Well, the conditions have changed recently so it's time to bring an update on this.
HTML 5 video tag
The HTML 5 draft supports a
<video>tag for embedding a video into a webpage as a native html element (e.g. without a plugin). Earlier versions of the draft even recommended that browsers should support Ogg/Theora as a format for the video. The Ogg/Theora recommendation was then removed and a lot of discussion was started around this. This wikipedia article summarizes the issue. Nevertheless, there are a number of browsers supporting OggTheora video out of the box, among these is Firefox-3.5.
In a different development, the Cortado java applet for theora playback was written. It is GPL licensed and you can just download it and put it into your webspace.
Now the cool thing about the
<video>tag is, that browsers, which don't know about it, will display the contents between
</video>, so you can include the applet code there. Researching a bit about the best way to do this, I read that the (often recommended)
<applet>mechanism is not valid html. A better solution is here.
Now if you have the live-stream at
http://192.168.2.2:8000/stream.oggyour html page will look like:
<meta http-equiv="content-type" content="text/html; charset=ISO-8859-1">
<h1>Test video stream</h1>
alt="Test video stream"
title="Test video stream"
<param name="archive" value="cortado.jar">
<param name="code" value="com.fluendo.player.Cortado.class">
<param name="url" value="http://192.168.2.2:8000/stream.ogg">
<param name="autoplay" value="true">
<a href="http://192.168.2.2:8000/stream.ogg">Test video stream</a>
Note that for live-streams the "autoplay" option should be given. If not, firefox will try to load the first image (automatically anyway) to show it in the video widget. Then it will stop downloading the live-stream until you click start. Pretty obvious that this will mess up live-streaming.
For live streaming I just installed the icecast server, which came with my ubuntu. I just changed the passwords in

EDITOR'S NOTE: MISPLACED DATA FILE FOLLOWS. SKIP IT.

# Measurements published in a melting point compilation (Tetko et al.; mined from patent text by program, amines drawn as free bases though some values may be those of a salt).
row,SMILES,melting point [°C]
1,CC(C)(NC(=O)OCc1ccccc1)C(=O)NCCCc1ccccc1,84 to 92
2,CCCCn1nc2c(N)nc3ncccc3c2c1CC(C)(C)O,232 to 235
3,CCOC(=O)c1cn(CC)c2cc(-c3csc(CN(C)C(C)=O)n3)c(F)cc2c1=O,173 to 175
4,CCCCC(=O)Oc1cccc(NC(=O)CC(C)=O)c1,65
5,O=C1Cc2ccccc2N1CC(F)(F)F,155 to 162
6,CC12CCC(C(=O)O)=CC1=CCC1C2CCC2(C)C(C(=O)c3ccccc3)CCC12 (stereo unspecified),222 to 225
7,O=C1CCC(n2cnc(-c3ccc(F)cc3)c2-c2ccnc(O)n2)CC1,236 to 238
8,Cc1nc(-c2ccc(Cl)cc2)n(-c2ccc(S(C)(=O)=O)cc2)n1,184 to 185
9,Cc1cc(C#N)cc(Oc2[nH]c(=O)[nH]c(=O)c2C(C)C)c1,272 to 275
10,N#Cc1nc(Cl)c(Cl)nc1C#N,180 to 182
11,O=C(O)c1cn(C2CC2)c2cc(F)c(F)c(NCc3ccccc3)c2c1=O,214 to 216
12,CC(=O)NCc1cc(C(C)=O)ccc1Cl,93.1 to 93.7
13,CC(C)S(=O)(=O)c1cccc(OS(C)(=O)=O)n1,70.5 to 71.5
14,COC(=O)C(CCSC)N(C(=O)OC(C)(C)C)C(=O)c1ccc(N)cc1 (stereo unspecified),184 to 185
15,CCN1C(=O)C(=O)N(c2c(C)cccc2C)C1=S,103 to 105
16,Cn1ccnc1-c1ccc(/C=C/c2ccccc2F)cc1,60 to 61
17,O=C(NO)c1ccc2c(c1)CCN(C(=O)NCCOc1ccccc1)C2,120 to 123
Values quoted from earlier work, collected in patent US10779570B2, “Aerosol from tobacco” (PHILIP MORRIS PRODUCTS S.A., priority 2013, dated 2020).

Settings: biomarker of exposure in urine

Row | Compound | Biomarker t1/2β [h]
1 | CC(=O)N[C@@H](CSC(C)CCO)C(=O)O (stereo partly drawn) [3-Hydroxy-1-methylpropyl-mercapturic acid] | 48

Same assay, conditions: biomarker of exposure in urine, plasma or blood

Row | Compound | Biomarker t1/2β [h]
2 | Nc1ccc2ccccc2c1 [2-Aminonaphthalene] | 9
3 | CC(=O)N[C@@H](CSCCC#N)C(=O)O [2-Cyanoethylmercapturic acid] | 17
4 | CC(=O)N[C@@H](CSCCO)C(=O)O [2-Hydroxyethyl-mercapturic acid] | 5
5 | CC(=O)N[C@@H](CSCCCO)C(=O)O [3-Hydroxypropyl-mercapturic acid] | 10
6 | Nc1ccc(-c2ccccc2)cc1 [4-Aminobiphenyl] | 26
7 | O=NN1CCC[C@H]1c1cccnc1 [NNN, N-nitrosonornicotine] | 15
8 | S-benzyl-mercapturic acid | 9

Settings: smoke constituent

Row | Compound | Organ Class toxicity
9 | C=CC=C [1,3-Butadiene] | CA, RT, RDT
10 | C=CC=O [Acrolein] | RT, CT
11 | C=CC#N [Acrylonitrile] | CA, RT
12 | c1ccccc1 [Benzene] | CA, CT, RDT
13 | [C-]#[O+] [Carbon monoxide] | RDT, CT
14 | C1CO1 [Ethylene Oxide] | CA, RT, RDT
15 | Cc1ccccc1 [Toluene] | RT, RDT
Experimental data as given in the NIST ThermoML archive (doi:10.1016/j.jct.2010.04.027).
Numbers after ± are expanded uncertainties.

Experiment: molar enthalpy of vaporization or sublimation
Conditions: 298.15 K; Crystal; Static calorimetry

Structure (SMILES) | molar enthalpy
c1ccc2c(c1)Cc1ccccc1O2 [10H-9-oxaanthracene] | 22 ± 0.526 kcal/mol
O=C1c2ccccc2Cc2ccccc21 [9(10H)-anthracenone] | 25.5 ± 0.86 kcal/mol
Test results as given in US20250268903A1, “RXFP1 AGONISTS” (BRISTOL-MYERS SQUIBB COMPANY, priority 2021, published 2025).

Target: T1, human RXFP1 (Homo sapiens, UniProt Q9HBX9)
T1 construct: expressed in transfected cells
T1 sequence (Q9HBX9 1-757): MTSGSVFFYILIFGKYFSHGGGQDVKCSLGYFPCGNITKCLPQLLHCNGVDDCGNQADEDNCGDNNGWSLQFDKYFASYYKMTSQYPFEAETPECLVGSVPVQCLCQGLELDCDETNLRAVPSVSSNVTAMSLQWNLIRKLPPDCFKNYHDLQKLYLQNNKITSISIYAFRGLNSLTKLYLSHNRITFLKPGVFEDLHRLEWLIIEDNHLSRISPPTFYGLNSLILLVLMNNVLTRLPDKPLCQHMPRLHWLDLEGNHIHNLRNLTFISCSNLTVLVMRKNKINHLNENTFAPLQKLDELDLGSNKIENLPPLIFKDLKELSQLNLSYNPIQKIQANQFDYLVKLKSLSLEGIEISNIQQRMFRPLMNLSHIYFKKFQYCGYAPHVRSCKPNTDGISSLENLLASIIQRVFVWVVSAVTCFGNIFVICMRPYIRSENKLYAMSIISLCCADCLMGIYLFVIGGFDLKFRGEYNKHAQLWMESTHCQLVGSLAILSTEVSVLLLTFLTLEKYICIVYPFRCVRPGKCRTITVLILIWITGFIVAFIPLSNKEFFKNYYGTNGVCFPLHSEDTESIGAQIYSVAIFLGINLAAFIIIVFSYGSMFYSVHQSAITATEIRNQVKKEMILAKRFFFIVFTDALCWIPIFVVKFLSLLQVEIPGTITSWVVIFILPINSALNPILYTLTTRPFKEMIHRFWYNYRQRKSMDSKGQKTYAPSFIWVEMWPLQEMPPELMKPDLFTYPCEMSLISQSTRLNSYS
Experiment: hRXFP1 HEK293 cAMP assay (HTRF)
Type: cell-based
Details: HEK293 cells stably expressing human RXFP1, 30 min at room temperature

/etc/icecast/icecast.xml, enabled the server in
/etc/default/icecast2and started it with
There are lots of programs for streaming to icecast servers, most of them use libshout. I decided to create a new family of plugins for gmerlin: Broadcasting plugins. They have the identical API as encoder plugins (used by the transcoder or the recorder). The only difference is, that they don't produce regular files and must be realtime capable.
Using libshout is extremely simple:
- Create a shout instance with
- Set parameters with the
shout_open()to actually open the connection to the icecast server
- Write a valid Ogg/Theora stream with
shout_send(). Actually I took my already existing Ogg/Theora encoder plugin and replaced all
Of course, some minor details were left out in my overview, read the libshout documentation for them. As upstream client, I use my new recorder application.
See below a screenshot from firefox while it plays back a live stream:
The live-video experiment went extremely smooth. I discovered however some minor issues, which could be optimized away:
- Firefox doesn't recognize live-streams (i.e. streams with infinite duration) properly. It displays a seek-slider which always sticks at the very end. Detecting a http stream as live can easily be done by checking the
Content-Lengthfield of the http response header.
- The theora encoder (1.1.1 in my case) might be faster than the 1.0.0 series, but it's still way too slow. Live encoding of a 320x240 stream is possible on my machine but 640x480 isn't.
- The cortado plugin has a loudspeaker icon, but no volume control (or it just doesn't work with my Java installation)
- With the video switched off I can send audio streams to my wlan radio. This makes my older solution (based on ices2) obsolete.
- The whole thing of course works with prerecorded files as well. In this case, you can just put the files into your webspace and your normal webserver will deliver them. No icecast needed.